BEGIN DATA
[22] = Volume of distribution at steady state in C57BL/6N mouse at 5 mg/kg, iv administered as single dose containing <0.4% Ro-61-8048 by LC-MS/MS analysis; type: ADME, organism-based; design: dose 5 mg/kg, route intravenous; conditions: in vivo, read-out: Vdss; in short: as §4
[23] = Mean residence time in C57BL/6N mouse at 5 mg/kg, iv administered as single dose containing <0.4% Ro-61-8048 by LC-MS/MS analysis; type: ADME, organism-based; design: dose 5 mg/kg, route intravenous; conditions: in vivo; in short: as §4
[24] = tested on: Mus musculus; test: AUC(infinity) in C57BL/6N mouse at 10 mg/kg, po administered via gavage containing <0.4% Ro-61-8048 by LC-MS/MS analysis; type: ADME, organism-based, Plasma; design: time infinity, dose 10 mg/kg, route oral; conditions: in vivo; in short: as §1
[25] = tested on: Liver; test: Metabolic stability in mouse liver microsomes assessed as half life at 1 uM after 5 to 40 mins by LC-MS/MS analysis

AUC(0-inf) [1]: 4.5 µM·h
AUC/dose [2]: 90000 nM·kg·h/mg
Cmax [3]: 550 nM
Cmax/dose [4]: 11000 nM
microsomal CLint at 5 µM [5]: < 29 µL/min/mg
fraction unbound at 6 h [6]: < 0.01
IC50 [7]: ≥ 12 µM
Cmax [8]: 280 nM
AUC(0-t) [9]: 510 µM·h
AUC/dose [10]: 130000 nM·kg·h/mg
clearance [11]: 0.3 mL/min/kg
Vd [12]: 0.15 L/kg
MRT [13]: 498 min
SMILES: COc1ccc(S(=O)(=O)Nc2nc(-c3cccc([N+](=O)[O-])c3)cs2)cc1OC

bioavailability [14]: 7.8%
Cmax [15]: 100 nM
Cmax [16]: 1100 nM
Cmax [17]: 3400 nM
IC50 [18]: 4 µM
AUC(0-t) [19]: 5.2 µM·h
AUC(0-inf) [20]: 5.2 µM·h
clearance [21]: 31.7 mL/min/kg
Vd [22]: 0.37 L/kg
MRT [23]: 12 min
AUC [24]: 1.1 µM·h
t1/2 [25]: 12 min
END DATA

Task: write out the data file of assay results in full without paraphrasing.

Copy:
[22] = Volume of distribution at steady state in C57BL/6N mouse at 5 mg/kg, iv administered as single dose containing <0.4% Ro-61-8048 by LC-MS/MS analysis; type: ADME, organism-based; design: dose 5 mg/kg, route intravenous; conditions: in vivo, read-out: Vdss; in short: as §4
[23] = Mean residence time in C57BL/6N mouse at 5 mg/kg, iv administered as single dose containing <0.4% Ro-61-8048 by LC-MS/MS analysis; type: ADME, organism-based; design: dose 5 mg/kg, route intravenous; conditions: in vivo; in short: as §4
[24] = tested on: Mus musculus; test: AUC(infinity) in C57BL/6N mouse at 10 mg/kg, po administered via gavage containing <0.4% Ro-61-8048 by LC-MS/MS analysis; type: ADME, organism-based, Plasma; design: time infinity, dose 10 mg/kg, route oral; conditions: in vivo; in short: as §1
[25] = tested on: Liver; test: Metabolic stability in mouse liver microsomes assessed as half life at 1 uM after 5 to 40 mins by LC-MS/MS analysis

AUC(0-inf) [1]: 4.5 µM·h
AUC/dose [2]: 90000 nM·kg·h/mg
Cmax [3]: 550 nM
Cmax/dose [4]: 11000 nM
microsomal CLint at 5 µM [5]: < 29 µL/min/mg
fraction unbound at 6 h [6]: < 0.01
IC50 [7]: ≥ 12 µM
Cmax [8]: 280 nM
AUC(0-t) [9]: 510 µM·h
AUC/dose [10]: 130000 nM·kg·h/mg
clearance [11]: 0.3 mL/min/kg
Vd [12]: 0.15 L/kg
MRT [13]: 498 min
SMILES: COc1ccc(S(=O)(=O)Nc2nc(-c3cccc([N+](=O)[O-])c3)cs2)cc1OC

bioavailability [14]: 7.8%
Cmax [15]: 100 nM
Cmax [16]: 1100 nM
Cmax [17]: 3400 nM
IC50 [18]: 4 µM
AUC(0-t) [19]: 5.2 µM·h
AUC(0-inf) [20]: 5.2 µM·h
clearance [21]: 31.7 mL/min/kg
Vd [22]: 0.37 L/kg
MRT [23]: 12 min
AUC [24]: 1.1 µM·h
t1/2 [25]: 12 min